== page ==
Last week we looked in detail at the legal pitfalls that face would-be scavengers. Today we bring you one specific case – that of Sasha Hall, who last June was given a twelve month conditional discharge for handling stolen goods after she took and stored food from a bin outside a Tesco supermarket.
Sasha Hall, 21 at the time, saw that her local Tesco was throwing out thousands of pounds worth of chilled food following a power-cut, and decided to take some for herself and her family. A store manager reported her to the police, who found £215 worth of items in her fridge, including 100 packets of ham.
It would appear to be safe to say that Hall was not what we at Come Scavenge With Me would call a typical freegan, but all the same her case does serve to underline the importance of honesty in what you, as a ‘skipper’ do with the items you take from a bin. Read more
A Hoxton restaurant is taking part in a nationwide campaign to revive the unfashionable doggy bag. The Sustainable Restaurant Association’s (SRA) “Too Good To Waste” campaign aims to reduce the 600,000 tonnes of food thrown out by restaurants each year by 20%.
The Hoxton Apprentice is doing it’s part in the economic down turn by encouraging diners to take their left overs home with them. The doggy bag targets the estimated six tonnes of food discarded by each restaurant every year from diners’ plates.
I never knew you could actually eat dandelion leaves until recently. There are a load in my garden so following a simple recipe I decided to put these weeds to good use and make some pesto pasta.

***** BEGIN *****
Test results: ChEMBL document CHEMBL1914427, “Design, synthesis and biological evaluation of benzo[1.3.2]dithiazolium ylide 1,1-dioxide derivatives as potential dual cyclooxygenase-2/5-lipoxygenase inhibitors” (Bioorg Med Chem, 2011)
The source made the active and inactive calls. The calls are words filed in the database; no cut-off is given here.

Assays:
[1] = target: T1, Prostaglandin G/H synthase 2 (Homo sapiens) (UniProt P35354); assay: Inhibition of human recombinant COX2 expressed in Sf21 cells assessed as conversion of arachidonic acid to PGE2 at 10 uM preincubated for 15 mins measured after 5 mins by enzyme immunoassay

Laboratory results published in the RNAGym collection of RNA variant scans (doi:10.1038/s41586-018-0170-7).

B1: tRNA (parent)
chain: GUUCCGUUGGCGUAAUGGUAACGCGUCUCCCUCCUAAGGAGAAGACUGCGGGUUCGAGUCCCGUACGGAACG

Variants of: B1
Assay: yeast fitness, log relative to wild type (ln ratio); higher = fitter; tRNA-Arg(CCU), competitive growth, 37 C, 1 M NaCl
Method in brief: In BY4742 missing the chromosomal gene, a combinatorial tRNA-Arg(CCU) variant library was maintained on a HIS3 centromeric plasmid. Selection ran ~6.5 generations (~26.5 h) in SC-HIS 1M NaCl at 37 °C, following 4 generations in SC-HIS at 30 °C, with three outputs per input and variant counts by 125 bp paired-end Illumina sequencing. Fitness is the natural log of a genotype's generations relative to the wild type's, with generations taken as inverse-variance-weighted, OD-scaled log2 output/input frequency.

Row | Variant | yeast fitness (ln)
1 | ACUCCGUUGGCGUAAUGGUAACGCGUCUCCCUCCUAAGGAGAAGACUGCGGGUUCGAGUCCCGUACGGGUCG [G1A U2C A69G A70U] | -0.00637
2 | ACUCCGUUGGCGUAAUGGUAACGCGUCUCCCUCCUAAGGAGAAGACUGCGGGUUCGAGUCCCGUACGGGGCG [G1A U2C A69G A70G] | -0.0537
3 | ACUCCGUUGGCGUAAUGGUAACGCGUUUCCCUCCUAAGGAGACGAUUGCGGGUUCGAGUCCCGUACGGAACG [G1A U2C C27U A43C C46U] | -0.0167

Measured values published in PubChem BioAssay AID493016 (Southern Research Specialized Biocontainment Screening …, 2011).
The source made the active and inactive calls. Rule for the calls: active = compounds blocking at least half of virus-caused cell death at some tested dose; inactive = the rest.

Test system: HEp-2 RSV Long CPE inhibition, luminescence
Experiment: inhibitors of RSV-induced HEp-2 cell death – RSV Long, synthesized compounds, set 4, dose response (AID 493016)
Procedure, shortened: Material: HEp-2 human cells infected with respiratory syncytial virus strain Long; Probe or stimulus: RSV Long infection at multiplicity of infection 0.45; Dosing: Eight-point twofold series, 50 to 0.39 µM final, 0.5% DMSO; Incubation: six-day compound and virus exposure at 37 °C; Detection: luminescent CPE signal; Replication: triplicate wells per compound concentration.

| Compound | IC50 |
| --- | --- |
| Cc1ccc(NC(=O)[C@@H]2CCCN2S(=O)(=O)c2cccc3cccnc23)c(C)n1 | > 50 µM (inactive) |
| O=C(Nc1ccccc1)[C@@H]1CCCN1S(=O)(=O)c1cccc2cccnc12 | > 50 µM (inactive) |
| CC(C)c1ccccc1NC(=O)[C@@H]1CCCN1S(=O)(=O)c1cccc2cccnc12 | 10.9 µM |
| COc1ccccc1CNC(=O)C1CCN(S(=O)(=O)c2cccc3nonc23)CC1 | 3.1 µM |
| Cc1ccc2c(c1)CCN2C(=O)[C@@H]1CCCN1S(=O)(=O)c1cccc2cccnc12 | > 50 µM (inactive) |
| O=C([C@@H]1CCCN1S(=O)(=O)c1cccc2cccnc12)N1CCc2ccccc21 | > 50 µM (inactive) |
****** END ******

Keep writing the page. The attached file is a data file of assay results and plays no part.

First, all you need to do is go and pick some dandelions. Most people are unaware that all parts of the plant are edible and some have medical uses. The roots contain starch-like substances that help balance blood sugar levels and the flowers are more commonly known for their use in wine, but they can also make a tasty addition to salad.
I found myself foraging in my garden for this free food. Once I had two handfuls I started making my pesto. Here is the recipe I followed:
I roughly used about two handfuls of cleaned dandelion leaves (washed with cold water), about a cup of olive oil, a clove of garlic, 40g of pine nuts and a sprinkling of salt plus a heavy dose of Parmesan (you can never have too much cheese!).
I put about half of the dandelions in a food processor and added some olive oil then I mixed it all together for a few minutes. Next up I added the rest of the leaves until they were nicely chopped up. While my leaves were blending I grabbed some garlic and pine nuts and put them in the mix. I added Parmesan too until it was all smoothed together like a puree. At this stage it is good to taste what you are making, and then add more salt or oil to taste. You can tell when it is ready by the texture, it will look like pesto should.
Once it was ready, I cooked up some pasta and added some home grown tomatoes. The perfect dinner. The pesto tastes slightly lighter than a basil one and the dandelion have a slight sweetness to them. It is a very fresh and tasty meal. As for storage, it can be refrigerated in a jar for up to four days. The best thing about this recipe is that it takes no time at all and hardly costs a thing!
Foraging is officially at one with modern technology as an app has been launched to “inform and inspire” those who want to find out more.
It is called the Foragers Apprentice, released by chef David Beazley who works at the Ashburton Cookery school in Devon. It comes at a grand total of £1.99 – which works out cheaper than an extensive course.
The app is aimed at all kinds of foragers; the company themselves say “there is something for everyone” and it gives hints and tips on where to find the best grub, as well as offerings 25 recipes to eager readers. And these are good recipes too, stuff you would be keen to give a try. For example, blackberry ice cream, crab cakes and wild watercress soup.
There are a range of features on offer too, including a section that shows you what season to look for certain things and if there are any foraging hot-spots nearby. Finally, someone has mapped the best places to find wild food!
Those who are obsessed with all things culinary should download this app, you will be playing with it for hours. Check out the website and a free demo here: http://www.foragersapp.com